Kimchi Love

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I can't pinpoint when my obsession with kimchi started. Or, fermented vegetables for that matter. I love that sour tang of patiently aged produce, that signature "zing!" that hits you in the back of your teeth in such a way that you can feel it in your temples. I can eat whole jars of sauerkraut in one sitting, juice and all. One of my favorite, regular and admittedly strange breakfasts is a plate full of scrambled eggs topped with sauerkraut and diced avocado. The more kraut the better. I don't know what it is about the stuff and I don't care. Sometimes you just have to go with it. 

My love for kimchi comes from an equally strange place. I did not grow up eating or knowing much about Korean food. I am not well-versed in its cuisine. All I know is that I have an innate affinity for the flavor of kimchi– spicy, garlicky, fermented cabbage, laden with onions and ginger kissed.  If and when I get the rare chance to eat Korean food, I house the kimchi portion of the banchan. When I visited San Francisco for the first time last year, I delighted in a Kimchi Ramyun bowl from Namu Gaji, a comforting bowl of hand pulled noodles in a spicy kimchi broth that I still talk about like an old lover. 

As my love for kimchi grows, I've taken an interest in learning more. Enter Maangchi, a blog by a woman named Emily Kim. My Korean food tour guide, if you will. For a beginner like me, the Maangchi website is helpful on so many levels. Kim offers lists of Korean food products, how and where to find Korean ingredients and best of all, her video tutorials.  Plus, she's got pretty dope knife skills for a home cook. I followed the Maangchi recipe for Kimchi and kkakdugi (Korean radish).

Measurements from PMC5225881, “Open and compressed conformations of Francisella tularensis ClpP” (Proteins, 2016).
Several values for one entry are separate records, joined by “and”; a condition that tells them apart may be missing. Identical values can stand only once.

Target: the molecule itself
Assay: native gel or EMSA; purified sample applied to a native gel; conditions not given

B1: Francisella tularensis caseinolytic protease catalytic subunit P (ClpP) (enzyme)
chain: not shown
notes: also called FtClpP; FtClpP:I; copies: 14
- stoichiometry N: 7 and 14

I came upon some gorgeous Napa cabbage heads while working on a story about the Bush n' Vine, a third generation family-owned farm in York, South Carolina.  Nearly nine pounds of it. If you're local, the Bush n' Vine also sells their produce inside the Atherton Mill and Market food hub.  Making kimchi is not hard, but it takes time. Then, it takes patience. The process of salting the cabbage and preparing the signature gochugaru (Korean red pepper) paste that is the hallmark of traditional kimchi takes a few hours and then fermenting takes weeks longer. Old school kimchi was placed in jars and buried in the ground to ferment. I let mine go for about three weeks, mostly in the refrigerator but for a couple days on my countertop which helped the flavor immensely.

I've been sharing my bounty with friends and finding uses for it everywhere–on my eggs (because that's my life), on top of soy braised short ribs, over rice, out of the jar… the options are endless. The obsession is real.  My house stinks, kimchi stains linger on my fingers (although I did use gloves for the initial application of the kimchi paste) and I'm already plotting my next batch. Next up is kimchi-jiggae, kimchi buchimgae and this kimchi relish

How about you? Tell me of your fermenting adventures.